bits from bob....
Spiritual Leaders Have One Primary Job
by Bob Young
[permission is given to reprint with credit noted]
A quotation from George Barna says a primary factor in the decline of the U.S. church is lack of strong spiritual leadership. What is strong spiritual leadership? What does a strong spiritual leader look like? What does a spiritual leader do?
Many Christians are drafted into positions of leadership in the church and receive no training for the roles they assume. When a person gets a job, the first thing to be done is to understand what the job involves. Employees may do a variety of things, but most employees have one primary responsibility. Jesus left his disciples, and by extension the church, one primary job. The church's purpose or mission is focused on one primary thing. Spiritual leaders have one primary job--make disciples! This primary job of spiritual leaders may have various facets, but the primary job is still to make disciples.
The primary job of strong spiritual leaders may be accomplished through several biblically defined actions. The actions are not the job; they are ways to do the job. Success (and the quality of leadership) is not measured by the actions, but by whether the job is accomplished. Consider what strong, spiritual leaders do to make disciples.
Strong spiritual leaders are involved in making disciples by teaching and sharing the gospel with those who are not already followers of Jesus. Strong spiritual leaders make disciples through evangelism. They have a heart for souls. They are interested in the salvation of souls. They do everything they can to share the gospel. In doing this, they provide examples and mentoring so that those who are already disciples can also learn to make disciples. In doing this, they are teaching others to observe all that Christ has commanded (Matthew 28:19-20).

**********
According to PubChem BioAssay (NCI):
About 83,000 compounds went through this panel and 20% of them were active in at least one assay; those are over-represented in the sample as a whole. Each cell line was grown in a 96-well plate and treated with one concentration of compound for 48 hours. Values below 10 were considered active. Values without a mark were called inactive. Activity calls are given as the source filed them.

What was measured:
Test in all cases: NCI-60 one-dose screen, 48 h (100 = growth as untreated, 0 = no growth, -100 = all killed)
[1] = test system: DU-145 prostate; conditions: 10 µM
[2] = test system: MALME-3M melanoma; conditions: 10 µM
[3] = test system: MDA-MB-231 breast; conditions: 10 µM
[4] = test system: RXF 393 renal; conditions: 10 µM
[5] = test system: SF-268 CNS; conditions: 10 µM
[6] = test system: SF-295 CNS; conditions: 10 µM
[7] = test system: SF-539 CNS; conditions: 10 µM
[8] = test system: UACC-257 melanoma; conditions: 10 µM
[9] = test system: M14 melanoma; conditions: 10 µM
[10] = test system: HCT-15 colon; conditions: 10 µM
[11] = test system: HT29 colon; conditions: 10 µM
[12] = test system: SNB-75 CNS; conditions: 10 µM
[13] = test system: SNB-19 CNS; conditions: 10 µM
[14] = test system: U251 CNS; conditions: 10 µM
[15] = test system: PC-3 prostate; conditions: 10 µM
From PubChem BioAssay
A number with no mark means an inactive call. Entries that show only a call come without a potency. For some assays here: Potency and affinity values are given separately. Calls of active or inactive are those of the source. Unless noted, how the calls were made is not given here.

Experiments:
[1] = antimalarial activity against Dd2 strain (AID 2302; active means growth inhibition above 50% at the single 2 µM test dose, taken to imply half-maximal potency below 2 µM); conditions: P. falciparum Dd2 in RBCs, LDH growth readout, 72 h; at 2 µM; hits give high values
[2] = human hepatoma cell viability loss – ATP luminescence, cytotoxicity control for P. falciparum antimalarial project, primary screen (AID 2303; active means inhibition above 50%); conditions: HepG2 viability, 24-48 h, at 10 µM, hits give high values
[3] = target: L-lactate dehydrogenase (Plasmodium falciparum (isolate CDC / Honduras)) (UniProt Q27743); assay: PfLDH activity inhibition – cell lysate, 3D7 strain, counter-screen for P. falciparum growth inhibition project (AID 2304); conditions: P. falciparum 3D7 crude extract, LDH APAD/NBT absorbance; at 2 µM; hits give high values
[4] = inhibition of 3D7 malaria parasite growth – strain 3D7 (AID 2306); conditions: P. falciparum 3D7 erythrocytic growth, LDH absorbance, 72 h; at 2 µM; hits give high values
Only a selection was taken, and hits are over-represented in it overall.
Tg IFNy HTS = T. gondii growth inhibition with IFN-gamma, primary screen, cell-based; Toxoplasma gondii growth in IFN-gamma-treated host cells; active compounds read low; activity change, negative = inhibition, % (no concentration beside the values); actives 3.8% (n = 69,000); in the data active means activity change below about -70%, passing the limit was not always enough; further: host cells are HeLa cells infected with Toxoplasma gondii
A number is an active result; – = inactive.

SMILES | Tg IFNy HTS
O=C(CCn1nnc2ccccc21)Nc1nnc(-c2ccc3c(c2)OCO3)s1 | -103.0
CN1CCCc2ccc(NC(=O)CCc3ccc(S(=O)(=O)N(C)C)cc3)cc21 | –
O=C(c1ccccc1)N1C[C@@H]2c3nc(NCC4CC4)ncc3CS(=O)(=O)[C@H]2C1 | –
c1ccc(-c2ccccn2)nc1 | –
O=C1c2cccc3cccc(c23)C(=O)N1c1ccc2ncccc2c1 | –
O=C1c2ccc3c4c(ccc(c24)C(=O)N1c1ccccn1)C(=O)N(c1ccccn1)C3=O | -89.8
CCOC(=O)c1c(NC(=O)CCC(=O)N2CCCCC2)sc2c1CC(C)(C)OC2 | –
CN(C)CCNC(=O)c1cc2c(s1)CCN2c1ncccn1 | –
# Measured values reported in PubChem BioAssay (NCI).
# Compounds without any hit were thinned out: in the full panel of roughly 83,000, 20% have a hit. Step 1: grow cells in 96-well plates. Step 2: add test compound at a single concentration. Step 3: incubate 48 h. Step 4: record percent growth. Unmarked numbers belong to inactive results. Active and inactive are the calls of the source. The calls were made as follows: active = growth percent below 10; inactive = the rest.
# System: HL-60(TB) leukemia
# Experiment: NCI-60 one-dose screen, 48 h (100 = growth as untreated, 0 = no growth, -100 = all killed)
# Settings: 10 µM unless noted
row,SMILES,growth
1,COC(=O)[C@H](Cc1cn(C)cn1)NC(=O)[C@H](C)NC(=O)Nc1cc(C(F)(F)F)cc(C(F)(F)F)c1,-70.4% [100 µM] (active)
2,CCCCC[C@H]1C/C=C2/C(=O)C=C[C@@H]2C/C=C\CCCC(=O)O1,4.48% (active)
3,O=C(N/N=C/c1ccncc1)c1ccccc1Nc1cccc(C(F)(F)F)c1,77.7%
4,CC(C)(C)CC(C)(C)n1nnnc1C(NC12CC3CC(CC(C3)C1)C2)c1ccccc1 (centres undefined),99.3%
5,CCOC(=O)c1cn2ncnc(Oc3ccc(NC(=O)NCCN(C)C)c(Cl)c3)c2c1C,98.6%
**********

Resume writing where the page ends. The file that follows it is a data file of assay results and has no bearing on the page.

Strong spiritual leaders are involved in making disciples by strengthening the spiritual lives of those who are already Christ followers. Strong spiritual leaders are involved in discipling and discipleship. The focus is the same. The goal of strong spiritual leaders is to help others become faithful followers.
Strong spiritual leaders make faithful disciples by shepherding the flock. Shepherding is not measured by the number of calls or contacts made but by the condition of the sheep. Spiritual leaders will give an account for the sheep they shepherded-not for what the sheep did, but for how they as shepherds fulfilled their responsibility and role to develop faithful disciples.
Strong spiritual leaders make faithful disciples by facilitating the ministry of others, by equipping and training and mentoring the saints for works of service. This is a role of pastors and teachers (or pastor-teachers) according to Ephesians 4:11-16. In this way, they are making disciples-strong, faithful followers of Jesus Christ.
Strong spiritual leaders make disciples by teaching. Strong spiritual leaders are able to teach. They are able to tell others about Jesus, they are able to explain the Bible; they are able to make wise judgments and give sound advice concerning Bible topics and understandings.
Strong spiritual leaders make disciples by providing examples of spiritual living. They are examples in speech, life, faith and purity. Other disciples look at their lives and desire to become like them. They are able to say "follow me because I follow Christ."
Strong spiritual leaders make disciples by providing wise counsel to those in need. They know how to guide those who face difficult situations. They know how to resolve conflict. They know this, not because they always have and give good advice, but because they know the heart of the Chief Shepherd and realize that they are his representatives to do his work on earth. They are in tune with the heart of Jesus.
Spiritual leaders sometimes have to make decisions. In fact, this has come to be a primary role of leaders in many churches. Leaders must remember their goal in making decisions--how does this decision help others become disciples? If the decision is not related to making disciples, it is probably being made at the wrong level.
Spiritual leaders are overseers, overseeing various aspects of the work of the church. They do this as part of their job to make faithful disciples. Everything the church does should help make faithful disciples. This is job #1. If an activity is not making disciples, the church and its leaders should ask whether the activity is properly a part of the work of the church.
May God help the leaders of the church become strong, spiritual leaders.
Last updated November 2, 2011